Opera Review: Dialogues of the Carmelites by Francis Poulenc

“I do not despise the world. I simply don’t know how to live in it,” sings religiously apprehensive Blanche (performed by Amanda Majeski) to her affectionate father, Marquis de la Force (James Maddalena) in the last Pittsburgh opera of the season. In this opera by the 20th century French composer Francis Poulenc, every encounter with the profane produces in Blanche a state of unbearable unease: she must devote her life to the contemplation of the agony of Christ. Amanda’s expressive soprano weaves the harmony of disquiet, as her character Blanche is trying to evacuate every drop of precious strength from her fragile inner nature as she prepares to leave her father’s house for the convent. The emphatic moment finally comes after Blanche is mortally frightened by the noise of the riotous crowd. Blanche retires from the world, takes the veil and joins the Carmelite order.

It didn’t take a highly sensitive young aristocrat to experience the turmoil and uncertainty in the late years of the 18th century in Paris. All of France was about to be transformed by the terror of the French Revolution. Poulenc, who also wrote the libretto for the opera based on the play by Georges Bernanos, follows the innovative tradition of his operatic predecessors Gluck and Wagner and admits his debt to the Russian composers Mussorgsky and Stravinsky. The appropriately somber tone, at times reminiscent of liturgical music, of the ariosos and recitatives, creates a continuous unity of discourse between the feeling melodies of the musical score and the human drama of religious passion expressed in the lines of existential libretto. All the elements of this opera are seamlessly interwoven, leaving nothing superfluous in its dramatic fabric: no grandiose arias, no virtuoso ensembles, not even an overture that usually opens the operas of the classical period; just genuine dialogues among the pious equals.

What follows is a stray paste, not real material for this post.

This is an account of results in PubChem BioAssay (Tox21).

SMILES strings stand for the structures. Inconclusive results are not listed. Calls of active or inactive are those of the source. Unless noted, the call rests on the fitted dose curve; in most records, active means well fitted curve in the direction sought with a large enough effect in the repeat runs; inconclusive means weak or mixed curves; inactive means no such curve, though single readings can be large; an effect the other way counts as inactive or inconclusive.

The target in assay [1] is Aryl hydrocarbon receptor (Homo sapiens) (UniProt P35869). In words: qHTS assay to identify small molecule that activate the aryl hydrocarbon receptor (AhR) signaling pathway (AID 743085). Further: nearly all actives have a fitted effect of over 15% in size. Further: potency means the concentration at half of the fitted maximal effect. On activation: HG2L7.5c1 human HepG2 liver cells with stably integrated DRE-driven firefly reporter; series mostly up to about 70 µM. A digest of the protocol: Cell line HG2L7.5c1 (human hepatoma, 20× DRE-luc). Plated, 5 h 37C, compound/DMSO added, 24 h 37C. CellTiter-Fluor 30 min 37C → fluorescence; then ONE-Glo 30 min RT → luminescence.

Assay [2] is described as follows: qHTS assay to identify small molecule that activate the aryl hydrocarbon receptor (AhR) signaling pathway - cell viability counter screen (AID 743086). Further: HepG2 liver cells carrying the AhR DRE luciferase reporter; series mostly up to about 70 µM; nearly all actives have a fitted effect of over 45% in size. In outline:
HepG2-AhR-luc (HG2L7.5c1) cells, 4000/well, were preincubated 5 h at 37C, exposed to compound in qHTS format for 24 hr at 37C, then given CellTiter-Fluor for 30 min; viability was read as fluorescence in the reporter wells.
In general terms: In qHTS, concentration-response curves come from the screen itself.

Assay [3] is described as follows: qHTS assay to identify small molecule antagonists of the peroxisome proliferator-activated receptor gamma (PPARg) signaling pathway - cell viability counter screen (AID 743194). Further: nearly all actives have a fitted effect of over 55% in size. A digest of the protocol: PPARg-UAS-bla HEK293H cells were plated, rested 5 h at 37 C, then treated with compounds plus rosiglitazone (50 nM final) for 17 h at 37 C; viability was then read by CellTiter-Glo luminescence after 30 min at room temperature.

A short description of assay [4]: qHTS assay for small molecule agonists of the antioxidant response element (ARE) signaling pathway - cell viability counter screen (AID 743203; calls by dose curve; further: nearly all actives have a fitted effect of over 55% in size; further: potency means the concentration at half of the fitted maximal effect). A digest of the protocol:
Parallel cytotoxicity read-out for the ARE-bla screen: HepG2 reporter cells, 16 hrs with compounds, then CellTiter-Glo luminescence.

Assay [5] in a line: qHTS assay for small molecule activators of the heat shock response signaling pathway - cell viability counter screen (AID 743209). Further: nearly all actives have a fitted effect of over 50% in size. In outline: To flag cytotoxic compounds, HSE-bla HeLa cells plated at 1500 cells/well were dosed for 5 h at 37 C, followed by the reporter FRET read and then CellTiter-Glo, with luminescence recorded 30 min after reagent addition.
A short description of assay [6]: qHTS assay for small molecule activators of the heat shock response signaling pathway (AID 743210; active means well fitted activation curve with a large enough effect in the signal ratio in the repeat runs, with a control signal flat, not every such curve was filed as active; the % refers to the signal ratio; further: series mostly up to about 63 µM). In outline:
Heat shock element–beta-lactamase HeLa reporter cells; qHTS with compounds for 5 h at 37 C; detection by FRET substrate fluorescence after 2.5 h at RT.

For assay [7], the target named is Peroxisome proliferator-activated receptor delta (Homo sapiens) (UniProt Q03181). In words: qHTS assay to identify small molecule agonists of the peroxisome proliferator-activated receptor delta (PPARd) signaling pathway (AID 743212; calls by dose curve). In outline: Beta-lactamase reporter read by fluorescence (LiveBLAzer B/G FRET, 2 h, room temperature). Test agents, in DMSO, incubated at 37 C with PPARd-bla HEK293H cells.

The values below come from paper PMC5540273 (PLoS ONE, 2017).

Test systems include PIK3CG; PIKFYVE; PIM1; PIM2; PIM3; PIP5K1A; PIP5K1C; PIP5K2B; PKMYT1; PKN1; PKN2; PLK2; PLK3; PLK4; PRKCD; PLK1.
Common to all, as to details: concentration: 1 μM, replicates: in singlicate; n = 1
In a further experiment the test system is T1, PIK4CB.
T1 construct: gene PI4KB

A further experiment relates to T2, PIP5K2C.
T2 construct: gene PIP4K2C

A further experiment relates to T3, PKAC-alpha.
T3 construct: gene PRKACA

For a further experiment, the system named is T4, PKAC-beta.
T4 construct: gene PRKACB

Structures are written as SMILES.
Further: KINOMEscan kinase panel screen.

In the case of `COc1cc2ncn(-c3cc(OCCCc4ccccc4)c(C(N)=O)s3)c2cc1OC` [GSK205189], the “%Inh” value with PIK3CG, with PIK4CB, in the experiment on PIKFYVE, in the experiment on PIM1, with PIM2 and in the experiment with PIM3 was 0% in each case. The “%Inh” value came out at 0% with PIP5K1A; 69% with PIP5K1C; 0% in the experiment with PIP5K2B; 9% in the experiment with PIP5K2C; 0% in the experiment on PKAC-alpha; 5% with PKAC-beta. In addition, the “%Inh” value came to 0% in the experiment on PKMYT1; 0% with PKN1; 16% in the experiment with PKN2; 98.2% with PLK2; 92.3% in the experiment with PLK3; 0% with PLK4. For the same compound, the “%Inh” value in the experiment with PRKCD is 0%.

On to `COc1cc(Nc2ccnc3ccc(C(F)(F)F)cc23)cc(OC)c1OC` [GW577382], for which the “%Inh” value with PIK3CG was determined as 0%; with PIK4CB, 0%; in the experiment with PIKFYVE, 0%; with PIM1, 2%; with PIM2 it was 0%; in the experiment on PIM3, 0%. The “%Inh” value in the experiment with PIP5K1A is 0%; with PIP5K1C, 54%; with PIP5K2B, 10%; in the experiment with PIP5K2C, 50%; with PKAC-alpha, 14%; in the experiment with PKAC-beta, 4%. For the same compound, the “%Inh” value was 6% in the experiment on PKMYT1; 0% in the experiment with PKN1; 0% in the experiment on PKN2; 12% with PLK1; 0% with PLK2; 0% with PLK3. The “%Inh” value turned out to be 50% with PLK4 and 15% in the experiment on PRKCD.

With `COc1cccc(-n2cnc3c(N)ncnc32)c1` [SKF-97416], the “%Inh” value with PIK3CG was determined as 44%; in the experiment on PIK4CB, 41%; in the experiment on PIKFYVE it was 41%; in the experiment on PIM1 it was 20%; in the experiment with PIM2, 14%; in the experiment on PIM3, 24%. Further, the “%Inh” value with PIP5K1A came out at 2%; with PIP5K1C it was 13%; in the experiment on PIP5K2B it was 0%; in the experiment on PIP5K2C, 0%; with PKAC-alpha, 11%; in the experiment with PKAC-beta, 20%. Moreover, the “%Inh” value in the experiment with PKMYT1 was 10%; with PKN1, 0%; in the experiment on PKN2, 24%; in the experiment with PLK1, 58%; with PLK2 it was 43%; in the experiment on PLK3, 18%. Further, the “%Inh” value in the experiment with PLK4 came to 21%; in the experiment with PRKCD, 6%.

The most puzzling character in the opera is the dying Prioress, Madame de Croissy, who, after a long and somewhat accusatory interrogation, finally gives the blessing to the neophyte Blanche. “I am the prisoner of the holy agony! […]. “Who am I to concern myself with God – let him first concern himself with me,” screams the Prioress in her funereal contralto (performed by Sheila Nadler). Believing that strength, force, suits the realities of nunnery life better than agony, she refuses to accept the young novice’s desire to take the name of Blanche of the Agony of Christ. Blanche de la Force, so it is.

Shared pilgrimage to the holy site of inner strength forms the focal point of Act II and III. The ungodly revolution declares the practice of religious orders illegal. The desecrated convent becomes a testing ground for fear. Different voices express their meaning of it: “One must risk fear,” “Is fear a sickness?” “Fear doesn’t offend God. Fear is not a sin.” Blanche dreads martyrdom, the vow her holy sisters humbly take. Act II contains an abundance of superb lyrical singing based on Christian worship music (most notably, “Ave Maria” and “Ave verum corpus”). Torn by the exigent choice between life and death, both equally menacing, Blanche runs away.

The final scenes of great operas are epitomes of bel canto singing. Scene IV of Dialogues of the Carmelites follows this tradition in a way peculiar to its subject matter: the opera ends in a prayer of a true bel canto quality, the Salve Regina, Mater Misericordiae, as the nuns fearlessly march one by one to the scaffold to be guillotined, suddenly joined by Blanche, who finally mounts the scaffold singing a prayer of her renewed faith in God: Deo Patri sit Gloria (All praise be thine, o risen Lord).

The director, Eric Einhorn, stages a musical drama true to its theme. The endless gripping spectacle reflects the tragic poetry of the plot. The gloomy colors of the scenery are germane to the sacred dialogues’ minimalist stage setting.

The opera offers excellent performers, splendid directing, and expressive conducting by Jean-Luc Tingaud – it is a tour de force.

Final performance Sunday May 8 at 2:00 pm.

Tickets and further information available at www.pittsburghopera.org.


Filed under: Prose, Reviews: Performing Arts, Rita Malikonyte Mockus